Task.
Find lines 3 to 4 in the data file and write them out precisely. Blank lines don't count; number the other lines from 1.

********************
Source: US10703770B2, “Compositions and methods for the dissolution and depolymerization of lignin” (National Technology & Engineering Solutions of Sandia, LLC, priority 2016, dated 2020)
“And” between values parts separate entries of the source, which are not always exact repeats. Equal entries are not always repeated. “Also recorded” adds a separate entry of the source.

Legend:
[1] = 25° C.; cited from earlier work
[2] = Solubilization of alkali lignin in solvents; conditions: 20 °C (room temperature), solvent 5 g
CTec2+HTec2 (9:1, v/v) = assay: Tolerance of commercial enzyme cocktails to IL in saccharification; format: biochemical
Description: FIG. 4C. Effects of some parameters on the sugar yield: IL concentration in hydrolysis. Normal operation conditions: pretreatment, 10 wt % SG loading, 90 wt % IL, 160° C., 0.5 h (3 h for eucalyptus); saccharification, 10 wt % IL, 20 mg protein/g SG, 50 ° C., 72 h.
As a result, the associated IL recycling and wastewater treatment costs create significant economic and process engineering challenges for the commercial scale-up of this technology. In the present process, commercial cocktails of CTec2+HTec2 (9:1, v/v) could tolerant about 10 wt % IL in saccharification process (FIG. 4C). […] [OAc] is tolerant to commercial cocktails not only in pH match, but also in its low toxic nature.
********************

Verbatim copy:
Legend:
[1] = 25° C.; cited from earlier work